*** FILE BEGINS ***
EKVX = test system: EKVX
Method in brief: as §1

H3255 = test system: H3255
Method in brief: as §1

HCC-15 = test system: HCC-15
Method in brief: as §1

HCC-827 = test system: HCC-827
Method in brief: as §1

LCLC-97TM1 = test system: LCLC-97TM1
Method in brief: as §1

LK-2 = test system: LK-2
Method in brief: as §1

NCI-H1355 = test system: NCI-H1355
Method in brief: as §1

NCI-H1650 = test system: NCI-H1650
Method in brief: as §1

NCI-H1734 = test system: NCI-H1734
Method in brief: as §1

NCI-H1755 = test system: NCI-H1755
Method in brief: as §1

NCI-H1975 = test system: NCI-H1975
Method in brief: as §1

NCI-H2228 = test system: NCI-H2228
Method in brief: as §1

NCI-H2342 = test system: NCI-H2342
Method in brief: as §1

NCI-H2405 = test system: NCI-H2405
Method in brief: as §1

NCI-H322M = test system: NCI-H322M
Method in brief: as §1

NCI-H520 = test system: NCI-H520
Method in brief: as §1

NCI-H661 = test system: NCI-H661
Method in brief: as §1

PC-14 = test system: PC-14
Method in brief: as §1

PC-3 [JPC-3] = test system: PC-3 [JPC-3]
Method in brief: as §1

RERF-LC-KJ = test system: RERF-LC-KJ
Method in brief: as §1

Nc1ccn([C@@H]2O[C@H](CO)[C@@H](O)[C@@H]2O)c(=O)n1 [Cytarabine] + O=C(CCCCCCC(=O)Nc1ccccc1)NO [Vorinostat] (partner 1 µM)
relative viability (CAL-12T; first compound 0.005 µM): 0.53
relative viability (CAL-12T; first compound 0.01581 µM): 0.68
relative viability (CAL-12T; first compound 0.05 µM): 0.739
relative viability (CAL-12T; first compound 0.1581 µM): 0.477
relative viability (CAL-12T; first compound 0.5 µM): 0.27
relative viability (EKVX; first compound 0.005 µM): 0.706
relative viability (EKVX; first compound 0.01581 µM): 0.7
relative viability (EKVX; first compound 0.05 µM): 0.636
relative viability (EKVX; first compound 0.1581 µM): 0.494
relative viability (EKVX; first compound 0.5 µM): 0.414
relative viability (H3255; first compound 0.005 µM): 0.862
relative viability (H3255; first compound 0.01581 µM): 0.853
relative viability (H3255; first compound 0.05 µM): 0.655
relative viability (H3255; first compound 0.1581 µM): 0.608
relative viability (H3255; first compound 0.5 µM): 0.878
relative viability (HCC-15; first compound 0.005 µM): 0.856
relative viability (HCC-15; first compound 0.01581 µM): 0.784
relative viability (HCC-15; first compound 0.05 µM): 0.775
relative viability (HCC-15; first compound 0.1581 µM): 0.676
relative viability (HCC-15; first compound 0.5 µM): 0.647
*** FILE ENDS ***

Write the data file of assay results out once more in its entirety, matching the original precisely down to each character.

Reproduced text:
EKVX = test system: EKVX
Method in brief: as §1

H3255 = test system: H3255
Method in brief: as §1

HCC-15 = test system: HCC-15
Method in brief: as §1

HCC-827 = test system: HCC-827
Method in brief: as §1

LCLC-97TM1 = test system: LCLC-97TM1
Method in brief: as §1

LK-2 = test system: LK-2
Method in brief: as §1

NCI-H1355 = test system: NCI-H1355
Method in brief: as §1

NCI-H1650 = test system: NCI-H1650
Method in brief: as §1

NCI-H1734 = test system: NCI-H1734
Method in brief: as §1

NCI-H1755 = test system: NCI-H1755
Method in brief: as §1

NCI-H1975 = test system: NCI-H1975
Method in brief: as §1

NCI-H2228 = test system: NCI-H2228
Method in brief: as §1

NCI-H2342 = test system: NCI-H2342
Method in brief: as §1

NCI-H2405 = test system: NCI-H2405
Method in brief: as §1

NCI-H322M = test system: NCI-H322M
Method in brief: as §1

NCI-H520 = test system: NCI-H520
Method in brief: as §1

NCI-H661 = test system: NCI-H661
Method in brief: as §1

PC-14 = test system: PC-14
Method in brief: as §1

PC-3 [JPC-3] = test system: PC-3 [JPC-3]
Method in brief: as §1

RERF-LC-KJ = test system: RERF-LC-KJ
Method in brief: as §1

Nc1ccn([C@@H]2O[C@H](CO)[C@@H](O)[C@@H]2O)c(=O)n1 [Cytarabine] + O=C(CCCCCCC(=O)Nc1ccccc1)NO [Vorinostat] (partner 1 µM)
relative viability (CAL-12T; first compound 0.005 µM): 0.53
relative viability (CAL-12T; first compound 0.01581 µM): 0.68
relative viability (CAL-12T; first compound 0.05 µM): 0.739
relative viability (CAL-12T; first compound 0.1581 µM): 0.477
relative viability (CAL-12T; first compound 0.5 µM): 0.27
relative viability (EKVX; first compound 0.005 µM): 0.706
relative viability (EKVX; first compound 0.01581 µM): 0.7
relative viability (EKVX; first compound 0.05 µM): 0.636
relative viability (EKVX; first compound 0.1581 µM): 0.494
relative viability (EKVX; first compound 0.5 µM): 0.414
relative viability (H3255; first compound 0.005 µM): 0.862
relative viability (H3255; first compound 0.01581 µM): 0.853
relative viability (H3255; first compound 0.05 µM): 0.655
relative viability (H3255; first compound 0.1581 µM): 0.608
relative viability (H3255; first compound 0.5 µM): 0.878
relative viability (HCC-15; first compound 0.005 µM): 0.856
relative viability (HCC-15; first compound 0.01581 µM): 0.784
relative viability (HCC-15; first compound 0.05 µM): 0.775
relative viability (HCC-15; first compound 0.1581 µM): 0.676
relative viability (HCC-15; first compound 0.5 µM): 0.647